Every time a guy tells you
what you can or can’t be,
Because you grew up
believing in patriarchy
You get tense, you get angry,
you want to fight
You don’t wanna lose any more
years of your life
But you’re scared to speak up,
You’re conditioned to agree
You’re trying to find your voice
And how to be free
So you say one word
But take two words back,
A step in the right direction
‘Til your inner girl feels lack
You’re bold and reserved,
Conflicted all inside
You want to make waves
But then you run and hide
So you give up on trying,
You feel like you can’t win
You resign your voice
To a life within
But then it creeps out,
Because your truth can’t hide
If you never speak up
You’ll be living a lie.
Today is the International #DayOfTheGirl – a day the United Nations dedicated to recognizing the unique challenges girls face around the world. I wrote this poem – tentatively titled Living a Lie – from the perspective of a Pakistani-American girl in her 30s who is only now learning to shed decades of cultural conditioning. I imagine it’s a feeling girls of all ages, Pakistani or not, can relate to – especially if they grew up in communities that embraced patriarchal values.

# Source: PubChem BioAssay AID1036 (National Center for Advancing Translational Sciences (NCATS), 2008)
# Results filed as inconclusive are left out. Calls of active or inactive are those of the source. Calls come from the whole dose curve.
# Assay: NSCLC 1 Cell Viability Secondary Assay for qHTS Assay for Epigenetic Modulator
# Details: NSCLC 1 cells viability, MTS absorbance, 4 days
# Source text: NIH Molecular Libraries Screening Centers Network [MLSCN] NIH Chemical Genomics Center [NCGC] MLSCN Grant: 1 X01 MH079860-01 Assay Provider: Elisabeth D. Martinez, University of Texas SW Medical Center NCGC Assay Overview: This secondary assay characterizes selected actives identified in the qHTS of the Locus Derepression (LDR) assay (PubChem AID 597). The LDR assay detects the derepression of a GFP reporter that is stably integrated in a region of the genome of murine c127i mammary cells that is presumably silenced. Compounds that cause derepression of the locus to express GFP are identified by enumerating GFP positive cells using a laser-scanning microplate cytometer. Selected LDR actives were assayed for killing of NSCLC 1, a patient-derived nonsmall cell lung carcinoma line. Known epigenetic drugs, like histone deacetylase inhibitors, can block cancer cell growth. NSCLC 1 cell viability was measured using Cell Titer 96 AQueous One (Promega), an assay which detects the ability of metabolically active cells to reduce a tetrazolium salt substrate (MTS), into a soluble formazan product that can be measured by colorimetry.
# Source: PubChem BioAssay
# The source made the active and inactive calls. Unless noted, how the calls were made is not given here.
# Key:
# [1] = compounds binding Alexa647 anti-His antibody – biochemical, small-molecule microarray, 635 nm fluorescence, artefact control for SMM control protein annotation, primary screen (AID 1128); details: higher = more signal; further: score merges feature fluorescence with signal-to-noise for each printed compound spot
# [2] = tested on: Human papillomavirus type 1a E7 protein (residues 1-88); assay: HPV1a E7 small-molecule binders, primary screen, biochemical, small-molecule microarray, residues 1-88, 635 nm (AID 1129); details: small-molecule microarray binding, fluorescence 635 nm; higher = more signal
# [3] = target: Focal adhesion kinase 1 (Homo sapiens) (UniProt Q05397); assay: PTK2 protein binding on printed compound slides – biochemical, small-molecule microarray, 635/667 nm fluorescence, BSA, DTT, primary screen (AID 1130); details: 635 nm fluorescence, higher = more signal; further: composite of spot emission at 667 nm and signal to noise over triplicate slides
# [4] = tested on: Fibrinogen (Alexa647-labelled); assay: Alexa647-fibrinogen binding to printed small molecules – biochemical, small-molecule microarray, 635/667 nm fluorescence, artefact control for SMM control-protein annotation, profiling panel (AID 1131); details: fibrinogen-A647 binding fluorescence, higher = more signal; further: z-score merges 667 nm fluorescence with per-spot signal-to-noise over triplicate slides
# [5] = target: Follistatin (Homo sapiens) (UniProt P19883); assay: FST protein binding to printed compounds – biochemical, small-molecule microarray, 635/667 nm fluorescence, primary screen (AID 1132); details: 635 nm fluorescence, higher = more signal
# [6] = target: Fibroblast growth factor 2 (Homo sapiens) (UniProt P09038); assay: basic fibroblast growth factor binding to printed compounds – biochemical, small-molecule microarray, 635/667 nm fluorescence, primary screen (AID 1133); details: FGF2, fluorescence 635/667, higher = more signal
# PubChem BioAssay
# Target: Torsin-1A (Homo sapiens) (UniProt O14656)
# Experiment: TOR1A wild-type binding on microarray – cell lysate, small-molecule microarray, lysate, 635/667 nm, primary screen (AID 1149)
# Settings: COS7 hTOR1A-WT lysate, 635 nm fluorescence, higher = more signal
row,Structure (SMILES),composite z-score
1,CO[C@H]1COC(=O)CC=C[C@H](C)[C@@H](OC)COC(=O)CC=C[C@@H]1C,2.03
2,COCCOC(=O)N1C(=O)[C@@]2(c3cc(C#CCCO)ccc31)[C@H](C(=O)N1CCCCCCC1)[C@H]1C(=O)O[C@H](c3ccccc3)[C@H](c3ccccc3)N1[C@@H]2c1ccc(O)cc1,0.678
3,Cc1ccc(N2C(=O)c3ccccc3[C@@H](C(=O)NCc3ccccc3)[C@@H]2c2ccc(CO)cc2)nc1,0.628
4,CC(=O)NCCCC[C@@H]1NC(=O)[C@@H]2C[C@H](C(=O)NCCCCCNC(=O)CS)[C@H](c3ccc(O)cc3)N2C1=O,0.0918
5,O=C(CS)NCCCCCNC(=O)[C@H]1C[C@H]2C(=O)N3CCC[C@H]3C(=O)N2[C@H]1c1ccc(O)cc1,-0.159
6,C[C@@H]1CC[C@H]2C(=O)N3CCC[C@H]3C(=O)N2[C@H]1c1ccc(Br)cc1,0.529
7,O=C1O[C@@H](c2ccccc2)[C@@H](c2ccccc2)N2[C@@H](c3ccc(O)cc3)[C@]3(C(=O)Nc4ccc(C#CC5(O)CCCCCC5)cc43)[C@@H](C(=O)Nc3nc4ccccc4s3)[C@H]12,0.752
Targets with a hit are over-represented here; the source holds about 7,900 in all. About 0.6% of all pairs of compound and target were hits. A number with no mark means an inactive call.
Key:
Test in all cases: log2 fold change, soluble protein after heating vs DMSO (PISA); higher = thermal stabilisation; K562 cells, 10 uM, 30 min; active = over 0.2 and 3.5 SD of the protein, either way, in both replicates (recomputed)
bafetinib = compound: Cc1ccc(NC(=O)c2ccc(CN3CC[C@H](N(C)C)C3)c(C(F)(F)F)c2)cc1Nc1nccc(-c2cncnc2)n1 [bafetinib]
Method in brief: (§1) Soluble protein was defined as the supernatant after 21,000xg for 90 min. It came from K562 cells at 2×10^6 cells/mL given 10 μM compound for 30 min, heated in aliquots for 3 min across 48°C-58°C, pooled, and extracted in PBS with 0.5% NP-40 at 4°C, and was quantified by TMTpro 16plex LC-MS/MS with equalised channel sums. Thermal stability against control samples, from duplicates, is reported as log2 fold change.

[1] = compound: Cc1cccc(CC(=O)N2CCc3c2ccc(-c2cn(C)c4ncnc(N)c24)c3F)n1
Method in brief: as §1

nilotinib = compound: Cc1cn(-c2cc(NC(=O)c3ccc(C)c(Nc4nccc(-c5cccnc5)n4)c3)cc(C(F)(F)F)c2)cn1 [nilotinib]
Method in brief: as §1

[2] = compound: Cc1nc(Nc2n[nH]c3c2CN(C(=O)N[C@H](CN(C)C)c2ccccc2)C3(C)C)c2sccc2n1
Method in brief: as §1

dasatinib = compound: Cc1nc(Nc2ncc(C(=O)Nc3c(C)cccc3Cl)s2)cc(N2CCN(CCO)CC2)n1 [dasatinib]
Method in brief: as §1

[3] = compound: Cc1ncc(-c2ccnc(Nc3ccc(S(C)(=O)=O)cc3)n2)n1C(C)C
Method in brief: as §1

I felt it truly captured everything that it meant to be…Khanflicted.
(You know, the girl raised by a Pakistani mother and an American television.)
I had written it last week – and the minute I wrote it, I felt like it was something truly special. In fact, I spent time yesterday contemplating when/how/if I’d share it, as it felt so…truthful, so real, the most “me” of any poem I’ve written as of late (or rather, the most consistent as far as emotional truth – there are a lot of poems written that capture TSwift-level love and angst that will likely never get shared.)
Not even 24 hours after wondering how to share it, I hop on Instagram early this morning and discover (courtesy of a Salma Hayek post) that today is a special day for girls, and in turn the perfect annual “day” to post it on Facebook – a day that truly captures the essence of the poem.